I know, I know, the NIV is the most popular English translation of the Bible and has been for the last twenty-five years. I grew up with the NIV. That’s all I read until a few years after Bible college when I finally admitted to myself that I was no longer really reading the Bible when I read the NIV but was reading a severely limited Protestant evangelical summation of it. Sound harsh? I don’t hate the NIV. It simply got to the point that nothing in it surprised me anymore. I’d read it cover to cover at least a few times and I needed to try some translations that were new to me. At first I went with the REB, and then I went to the NRSV, then I went to the NASB. I got back into the Amplified Bible in reading my mom’s articles. In short, my problems with the NIV were simply due to overuse. When every time I heard the Bible read it was from the NIV and every time I read it myself it was the same, the world of the Bible got quite small and familiar. This happened quite quickly for me while reading The Message Bible by Eugene Peterson. That Bible left me thinking the Bible was written for upper middle class Portlanders with a guilty conscience.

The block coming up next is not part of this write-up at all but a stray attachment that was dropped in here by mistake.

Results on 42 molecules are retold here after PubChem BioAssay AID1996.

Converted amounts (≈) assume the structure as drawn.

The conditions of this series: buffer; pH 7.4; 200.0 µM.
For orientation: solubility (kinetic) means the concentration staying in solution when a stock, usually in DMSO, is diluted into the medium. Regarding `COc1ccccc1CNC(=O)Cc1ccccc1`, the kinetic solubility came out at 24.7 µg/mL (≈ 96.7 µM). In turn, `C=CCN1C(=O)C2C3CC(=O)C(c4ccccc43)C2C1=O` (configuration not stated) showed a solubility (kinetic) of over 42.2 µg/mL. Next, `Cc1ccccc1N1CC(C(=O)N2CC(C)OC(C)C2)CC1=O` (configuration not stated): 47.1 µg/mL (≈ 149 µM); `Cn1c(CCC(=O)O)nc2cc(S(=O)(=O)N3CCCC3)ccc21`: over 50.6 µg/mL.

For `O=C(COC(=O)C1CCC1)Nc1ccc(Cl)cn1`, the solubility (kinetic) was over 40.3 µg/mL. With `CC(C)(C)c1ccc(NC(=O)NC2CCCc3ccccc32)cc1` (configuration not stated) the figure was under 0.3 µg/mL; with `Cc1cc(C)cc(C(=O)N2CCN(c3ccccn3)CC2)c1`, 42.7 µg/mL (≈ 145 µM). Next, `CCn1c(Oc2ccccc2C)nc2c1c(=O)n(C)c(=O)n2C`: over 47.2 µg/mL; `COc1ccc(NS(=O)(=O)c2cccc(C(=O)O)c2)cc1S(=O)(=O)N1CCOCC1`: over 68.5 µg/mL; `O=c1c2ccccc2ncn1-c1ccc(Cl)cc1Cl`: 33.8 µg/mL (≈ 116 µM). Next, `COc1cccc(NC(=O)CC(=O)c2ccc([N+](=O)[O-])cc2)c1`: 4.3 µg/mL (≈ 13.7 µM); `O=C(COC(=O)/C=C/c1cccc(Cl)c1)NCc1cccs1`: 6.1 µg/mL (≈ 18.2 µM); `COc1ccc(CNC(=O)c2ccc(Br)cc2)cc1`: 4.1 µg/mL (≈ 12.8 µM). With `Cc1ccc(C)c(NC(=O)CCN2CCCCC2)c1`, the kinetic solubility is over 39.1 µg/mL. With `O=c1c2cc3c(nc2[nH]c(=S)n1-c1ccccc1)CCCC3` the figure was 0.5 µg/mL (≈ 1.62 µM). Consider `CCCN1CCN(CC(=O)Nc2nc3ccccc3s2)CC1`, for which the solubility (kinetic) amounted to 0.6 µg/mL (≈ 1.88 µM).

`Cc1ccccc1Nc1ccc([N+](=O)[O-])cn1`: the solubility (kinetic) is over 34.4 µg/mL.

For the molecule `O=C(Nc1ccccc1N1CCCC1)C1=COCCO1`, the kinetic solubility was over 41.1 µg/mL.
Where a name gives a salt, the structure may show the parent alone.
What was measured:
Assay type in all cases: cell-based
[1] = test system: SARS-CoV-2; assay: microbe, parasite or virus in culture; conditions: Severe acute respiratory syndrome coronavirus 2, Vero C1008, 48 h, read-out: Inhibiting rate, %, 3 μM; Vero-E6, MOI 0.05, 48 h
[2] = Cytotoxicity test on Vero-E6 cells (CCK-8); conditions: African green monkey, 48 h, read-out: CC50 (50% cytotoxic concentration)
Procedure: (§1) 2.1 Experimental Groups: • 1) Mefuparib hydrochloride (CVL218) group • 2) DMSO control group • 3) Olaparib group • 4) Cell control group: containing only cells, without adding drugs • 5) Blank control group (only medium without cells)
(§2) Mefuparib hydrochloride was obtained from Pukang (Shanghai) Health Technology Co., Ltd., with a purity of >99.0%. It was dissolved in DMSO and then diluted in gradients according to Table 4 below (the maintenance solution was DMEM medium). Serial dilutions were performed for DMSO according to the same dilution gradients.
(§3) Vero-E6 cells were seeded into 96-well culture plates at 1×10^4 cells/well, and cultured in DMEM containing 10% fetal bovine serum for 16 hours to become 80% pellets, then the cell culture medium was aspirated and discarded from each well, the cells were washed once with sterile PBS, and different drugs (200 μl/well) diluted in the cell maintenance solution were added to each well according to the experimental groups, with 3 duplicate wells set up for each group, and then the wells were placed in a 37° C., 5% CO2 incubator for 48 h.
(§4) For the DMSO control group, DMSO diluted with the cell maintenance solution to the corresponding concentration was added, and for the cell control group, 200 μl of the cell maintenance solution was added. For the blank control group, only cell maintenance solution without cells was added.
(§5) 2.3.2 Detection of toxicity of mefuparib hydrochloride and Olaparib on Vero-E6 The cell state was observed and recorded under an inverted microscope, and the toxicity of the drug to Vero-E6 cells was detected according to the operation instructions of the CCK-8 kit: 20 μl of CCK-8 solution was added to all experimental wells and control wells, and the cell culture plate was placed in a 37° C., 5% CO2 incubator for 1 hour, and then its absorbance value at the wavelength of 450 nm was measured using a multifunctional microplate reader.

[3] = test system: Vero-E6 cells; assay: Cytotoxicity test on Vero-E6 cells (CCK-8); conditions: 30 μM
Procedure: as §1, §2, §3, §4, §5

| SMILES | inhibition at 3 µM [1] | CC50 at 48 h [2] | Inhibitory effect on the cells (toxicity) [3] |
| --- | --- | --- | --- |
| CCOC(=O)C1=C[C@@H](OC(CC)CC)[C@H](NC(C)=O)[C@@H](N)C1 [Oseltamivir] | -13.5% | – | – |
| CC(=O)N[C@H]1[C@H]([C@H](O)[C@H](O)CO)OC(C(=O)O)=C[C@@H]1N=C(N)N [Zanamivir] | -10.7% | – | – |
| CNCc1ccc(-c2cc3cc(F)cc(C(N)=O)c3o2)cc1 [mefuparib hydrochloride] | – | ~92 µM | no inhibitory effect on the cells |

We English only speakers need to stop thinking God speaks our language. We should read the Bible hard enough to question our assumptions. And where the jury is out we should read enough translations to let the Bible be just plain difficult. Wanting things easy usually means wanting God to give me a tailor-made world where I know just what to expect. That’s certainly not the world of the Bible.